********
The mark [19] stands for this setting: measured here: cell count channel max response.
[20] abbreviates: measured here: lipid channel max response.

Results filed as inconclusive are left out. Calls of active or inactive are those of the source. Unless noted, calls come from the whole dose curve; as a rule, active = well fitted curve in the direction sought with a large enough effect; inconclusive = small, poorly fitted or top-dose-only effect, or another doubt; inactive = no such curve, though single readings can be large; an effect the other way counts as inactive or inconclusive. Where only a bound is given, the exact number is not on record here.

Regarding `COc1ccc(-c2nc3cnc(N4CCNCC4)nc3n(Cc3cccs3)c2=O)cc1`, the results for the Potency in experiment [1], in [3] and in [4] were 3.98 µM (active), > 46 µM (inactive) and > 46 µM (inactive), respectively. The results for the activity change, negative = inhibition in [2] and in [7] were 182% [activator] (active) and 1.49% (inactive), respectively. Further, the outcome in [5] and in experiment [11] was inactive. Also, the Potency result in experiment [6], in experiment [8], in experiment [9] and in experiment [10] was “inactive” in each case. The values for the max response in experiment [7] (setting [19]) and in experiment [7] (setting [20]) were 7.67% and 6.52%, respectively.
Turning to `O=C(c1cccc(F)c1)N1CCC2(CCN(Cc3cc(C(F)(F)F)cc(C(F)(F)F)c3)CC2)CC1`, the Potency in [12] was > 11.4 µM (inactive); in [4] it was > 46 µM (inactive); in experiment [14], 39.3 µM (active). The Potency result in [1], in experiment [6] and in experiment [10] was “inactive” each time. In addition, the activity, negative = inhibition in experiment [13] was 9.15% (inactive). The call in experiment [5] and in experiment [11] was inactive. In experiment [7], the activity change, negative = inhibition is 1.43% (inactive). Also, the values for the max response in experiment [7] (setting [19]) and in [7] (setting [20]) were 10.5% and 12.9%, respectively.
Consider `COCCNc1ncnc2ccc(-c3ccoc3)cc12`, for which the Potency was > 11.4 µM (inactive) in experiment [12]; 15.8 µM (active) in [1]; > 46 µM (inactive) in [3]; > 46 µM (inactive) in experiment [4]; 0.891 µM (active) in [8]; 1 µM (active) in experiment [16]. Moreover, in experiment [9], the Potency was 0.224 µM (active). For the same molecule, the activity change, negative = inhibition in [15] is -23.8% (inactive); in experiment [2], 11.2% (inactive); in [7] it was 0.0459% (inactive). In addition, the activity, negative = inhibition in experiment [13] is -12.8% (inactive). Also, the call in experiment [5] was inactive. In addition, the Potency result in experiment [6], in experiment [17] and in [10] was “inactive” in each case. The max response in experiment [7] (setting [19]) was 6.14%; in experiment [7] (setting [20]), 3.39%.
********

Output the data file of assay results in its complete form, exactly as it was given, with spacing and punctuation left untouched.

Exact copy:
The mark [19] stands for this setting: measured here: cell count channel max response.
[20] abbreviates: measured here: lipid channel max response.

Results filed as inconclusive are left out. Calls of active or inactive are those of the source. Unless noted, calls come from the whole dose curve; as a rule, active = well fitted curve in the direction sought with a large enough effect; inconclusive = small, poorly fitted or top-dose-only effect, or another doubt; inactive = no such curve, though single readings can be large; an effect the other way counts as inactive or inconclusive. Where only a bound is given, the exact number is not on record here.

Regarding `COc1ccc(-c2nc3cnc(N4CCNCC4)nc3n(Cc3cccs3)c2=O)cc1`, the results for the Potency in experiment [1], in [3] and in [4] were 3.98 µM (active), > 46 µM (inactive) and > 46 µM (inactive), respectively. The results for the activity change, negative = inhibition in [2] and in [7] were 182% [activator] (active) and 1.49% (inactive), respectively. Further, the outcome in [5] and in experiment [11] was inactive. Also, the Potency result in experiment [6], in experiment [8], in experiment [9] and in experiment [10] was “inactive” in each case. The values for the max response in experiment [7] (setting [19]) and in experiment [7] (setting [20]) were 7.67% and 6.52%, respectively.
Turning to `O=C(c1cccc(F)c1)N1CCC2(CCN(Cc3cc(C(F)(F)F)cc(C(F)(F)F)c3)CC2)CC1`, the Potency in [12] was > 11.4 µM (inactive); in [4] it was > 46 µM (inactive); in experiment [14], 39.3 µM (active). The Potency result in [1], in experiment [6] and in experiment [10] was “inactive” each time. In addition, the activity, negative = inhibition in experiment [13] was 9.15% (inactive). The call in experiment [5] and in experiment [11] was inactive. In experiment [7], the activity change, negative = inhibition is 1.43% (inactive). Also, the values for the max response in experiment [7] (setting [19]) and in [7] (setting [20]) were 10.5% and 12.9%, respectively.
Consider `COCCNc1ncnc2ccc(-c3ccoc3)cc12`, for which the Potency was > 11.4 µM (inactive) in experiment [12]; 15.8 µM (active) in [1]; > 46 µM (inactive) in [3]; > 46 µM (inactive) in experiment [4]; 0.891 µM (active) in [8]; 1 µM (active) in experiment [16]. Moreover, in experiment [9], the Potency was 0.224 µM (active). For the same molecule, the activity change, negative = inhibition in [15] is -23.8% (inactive); in experiment [2], 11.2% (inactive); in [7] it was 0.0459% (inactive). In addition, the activity, negative = inhibition in experiment [13] is -12.8% (inactive). Also, the call in experiment [5] was inactive. In addition, the Potency result in experiment [6], in experiment [17] and in [10] was “inactive” in each case. The max response in experiment [7] (setting [19]) was 6.14%; in experiment [7] (setting [20]), 3.39%.